Cross-country convoy planned
By JEFFRY MULLINS, Associate Editor
ELKO, NEVADA - 7/24/02 - - Jarbidge Shovel Brigade members are
planning a cross-country convoy to southern Florida this fall to
support agricultural producers who
say they are being swamped out by the federal government. The
local brigade will team up with Klamath Bucket Brigade and
volunteers from Ohio to lead a fund-raising auction similar to
one that helped raise money for farmers in Oregon's Klamath
Basin last year. Brigade members say the problem in Dade County
is similar to those in Elko and Klamath because it involves
placing the needs of endangered species above man's property
rights. But Shovel Brigade attorney Grant Gerber said farmers in
Florida are facing a situation opposite Klamath's - instead of
having their water shut off by the federal government, they are
More flooding is planned this year, according to David
director of the Dade County Farm Bureau. Damage to crops has
exceeded $100 million, he said.
The Shovel Brigade was successful last year in affirming Elko
of way on South Canyon Road at Jarbidge, where listing of bull
the Endangered Species Act has held up repair of the road.
contacted Gerber for help when the U.S. Bureau of Reclamation
irrigation water to preserve lake levels for short-nosed sucker
coho salmon, also listed under the Endangered Species Act.
The critter being blamed for southern Florida's problem is a
"The environmentalists claim that flooding is necessary to
Sable Seaside Sparrow," Friedrichs wrote in a letter to the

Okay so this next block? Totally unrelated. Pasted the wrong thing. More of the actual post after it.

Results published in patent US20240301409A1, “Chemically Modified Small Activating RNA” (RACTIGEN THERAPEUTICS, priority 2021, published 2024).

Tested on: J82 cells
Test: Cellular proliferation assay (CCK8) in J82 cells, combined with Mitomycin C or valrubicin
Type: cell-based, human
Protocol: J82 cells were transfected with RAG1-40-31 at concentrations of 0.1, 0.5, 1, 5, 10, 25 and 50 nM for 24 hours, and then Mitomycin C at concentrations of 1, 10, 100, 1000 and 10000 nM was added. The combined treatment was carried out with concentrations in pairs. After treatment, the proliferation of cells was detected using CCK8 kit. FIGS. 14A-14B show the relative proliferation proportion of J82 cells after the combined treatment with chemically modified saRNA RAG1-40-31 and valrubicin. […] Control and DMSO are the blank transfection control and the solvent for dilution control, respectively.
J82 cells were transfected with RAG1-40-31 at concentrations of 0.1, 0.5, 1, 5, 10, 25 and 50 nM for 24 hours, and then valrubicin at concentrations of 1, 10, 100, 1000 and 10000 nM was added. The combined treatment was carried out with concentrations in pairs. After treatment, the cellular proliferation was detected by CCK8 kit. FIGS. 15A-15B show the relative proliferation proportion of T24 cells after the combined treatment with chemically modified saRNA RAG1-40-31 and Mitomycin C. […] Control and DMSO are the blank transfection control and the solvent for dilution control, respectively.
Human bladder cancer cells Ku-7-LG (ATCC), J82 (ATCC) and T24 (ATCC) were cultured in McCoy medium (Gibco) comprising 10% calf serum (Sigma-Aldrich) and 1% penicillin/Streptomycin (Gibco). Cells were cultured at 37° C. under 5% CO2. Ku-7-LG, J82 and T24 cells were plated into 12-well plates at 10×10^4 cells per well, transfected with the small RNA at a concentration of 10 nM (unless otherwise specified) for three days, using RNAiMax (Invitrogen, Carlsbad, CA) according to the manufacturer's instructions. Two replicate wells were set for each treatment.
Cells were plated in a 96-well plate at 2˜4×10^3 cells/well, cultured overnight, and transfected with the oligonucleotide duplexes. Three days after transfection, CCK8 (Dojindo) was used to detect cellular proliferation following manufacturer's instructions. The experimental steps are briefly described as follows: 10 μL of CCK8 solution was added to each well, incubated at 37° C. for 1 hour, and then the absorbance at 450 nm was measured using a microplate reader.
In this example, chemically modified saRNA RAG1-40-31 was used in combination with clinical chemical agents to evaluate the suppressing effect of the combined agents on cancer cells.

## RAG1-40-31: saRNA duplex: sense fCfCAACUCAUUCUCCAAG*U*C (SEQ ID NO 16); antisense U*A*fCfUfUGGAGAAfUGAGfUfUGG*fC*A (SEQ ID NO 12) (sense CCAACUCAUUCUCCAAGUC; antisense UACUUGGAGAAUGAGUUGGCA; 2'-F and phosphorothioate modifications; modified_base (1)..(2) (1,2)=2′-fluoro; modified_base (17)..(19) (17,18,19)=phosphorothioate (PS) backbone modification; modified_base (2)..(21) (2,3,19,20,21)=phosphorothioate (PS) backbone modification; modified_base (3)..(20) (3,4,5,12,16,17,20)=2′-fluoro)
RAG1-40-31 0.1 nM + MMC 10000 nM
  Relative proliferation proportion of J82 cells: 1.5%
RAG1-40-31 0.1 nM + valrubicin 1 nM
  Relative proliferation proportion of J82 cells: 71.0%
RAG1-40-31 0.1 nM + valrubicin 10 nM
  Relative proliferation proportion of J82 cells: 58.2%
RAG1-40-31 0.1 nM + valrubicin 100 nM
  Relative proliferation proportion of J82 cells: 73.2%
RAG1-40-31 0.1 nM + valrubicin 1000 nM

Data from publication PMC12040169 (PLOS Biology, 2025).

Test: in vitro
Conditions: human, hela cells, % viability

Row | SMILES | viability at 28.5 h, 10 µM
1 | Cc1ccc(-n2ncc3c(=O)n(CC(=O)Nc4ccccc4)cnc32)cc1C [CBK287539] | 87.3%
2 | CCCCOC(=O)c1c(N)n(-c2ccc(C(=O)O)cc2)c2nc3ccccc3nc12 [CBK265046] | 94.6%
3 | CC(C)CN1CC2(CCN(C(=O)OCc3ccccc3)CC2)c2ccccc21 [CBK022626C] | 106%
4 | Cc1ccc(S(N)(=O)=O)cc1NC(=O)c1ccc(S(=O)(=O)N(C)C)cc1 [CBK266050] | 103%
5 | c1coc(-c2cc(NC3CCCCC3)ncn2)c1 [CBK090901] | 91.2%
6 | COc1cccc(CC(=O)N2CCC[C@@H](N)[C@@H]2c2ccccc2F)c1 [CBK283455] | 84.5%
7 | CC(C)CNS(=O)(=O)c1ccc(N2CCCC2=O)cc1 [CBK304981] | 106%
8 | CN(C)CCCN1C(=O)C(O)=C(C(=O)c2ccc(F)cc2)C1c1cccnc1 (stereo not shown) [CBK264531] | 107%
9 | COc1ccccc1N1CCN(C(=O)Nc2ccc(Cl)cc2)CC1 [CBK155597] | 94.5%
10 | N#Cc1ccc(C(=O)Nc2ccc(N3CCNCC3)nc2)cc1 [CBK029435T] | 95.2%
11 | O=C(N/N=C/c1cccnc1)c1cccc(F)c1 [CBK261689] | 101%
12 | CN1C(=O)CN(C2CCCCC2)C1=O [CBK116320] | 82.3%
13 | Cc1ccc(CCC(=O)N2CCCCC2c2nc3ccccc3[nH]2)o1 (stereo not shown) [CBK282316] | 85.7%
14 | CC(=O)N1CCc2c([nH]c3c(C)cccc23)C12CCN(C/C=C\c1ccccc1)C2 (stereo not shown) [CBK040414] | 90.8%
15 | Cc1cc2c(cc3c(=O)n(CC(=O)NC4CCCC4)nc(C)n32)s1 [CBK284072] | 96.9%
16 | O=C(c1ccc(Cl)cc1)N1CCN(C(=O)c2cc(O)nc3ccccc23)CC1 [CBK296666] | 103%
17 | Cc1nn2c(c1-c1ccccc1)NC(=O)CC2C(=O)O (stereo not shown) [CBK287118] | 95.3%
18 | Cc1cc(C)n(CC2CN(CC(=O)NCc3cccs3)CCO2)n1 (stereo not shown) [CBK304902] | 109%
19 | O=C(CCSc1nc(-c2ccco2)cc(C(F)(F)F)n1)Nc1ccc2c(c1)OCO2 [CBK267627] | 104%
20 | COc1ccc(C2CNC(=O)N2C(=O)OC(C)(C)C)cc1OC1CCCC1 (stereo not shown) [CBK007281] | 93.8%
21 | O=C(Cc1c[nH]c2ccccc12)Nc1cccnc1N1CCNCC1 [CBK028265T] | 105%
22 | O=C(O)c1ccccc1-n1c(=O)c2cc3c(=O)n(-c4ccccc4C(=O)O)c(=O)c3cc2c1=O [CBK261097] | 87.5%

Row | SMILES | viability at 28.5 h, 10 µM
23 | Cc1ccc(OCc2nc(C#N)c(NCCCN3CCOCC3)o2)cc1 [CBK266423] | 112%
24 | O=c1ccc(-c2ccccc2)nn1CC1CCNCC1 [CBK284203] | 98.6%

bucket brigades. "Imminently qualified scientists have
claims, but the federal government is persisting in bringing
our families by destroying our private land."
Agriculture is the second-largest industry in Dade County, home
metropolis of Miami. Farmers grow citrus fruit, avacados,
tomatoes, and a number of other crops, as well as ornamental
Instead of a "Sagebrush Rebellion," farmers in the
area are planning
"Sawgrass Rebellion." Sawgrass is the preferred
nesting ground of the
The Army Corps of Engineers has been manipulating water levels
for several years, Friedrichs said Thursday, "with flagrant
their own prescribed procedures."
He said the agency has allowed water levels to rise and, coupled
rains that have been falling the past week, the water table is
high it is
harming the roots of plants. The trees could begin dropping
said, or even die because of the flooded roots.
"So our situation has moved from one of antagonism and
outright critical," he said.
In 1989, Congress passed a law calling for the Army Corps of
construct flood protection around the area, Friedrichs said. It
years of scientific study to come up with the plan, he said.
"Everybody agreed that this project would deliver the
Everglades National Park," Friedrichs said, as well as the
supplies for agriculture, industrial users such as rock mines,
public consumption. All agencies, including the U.S. Fish &
Service, agreed to the plan.
That was 13 years ago, but still nothing has been built.
In the mid-1990s, the agencies begin working to modify the water
plan because of the endangered sparrow, Friedrichs said.
Scientists reportedly have made recordings in which they can
he said, but "I'm not real sure they've ever actually seen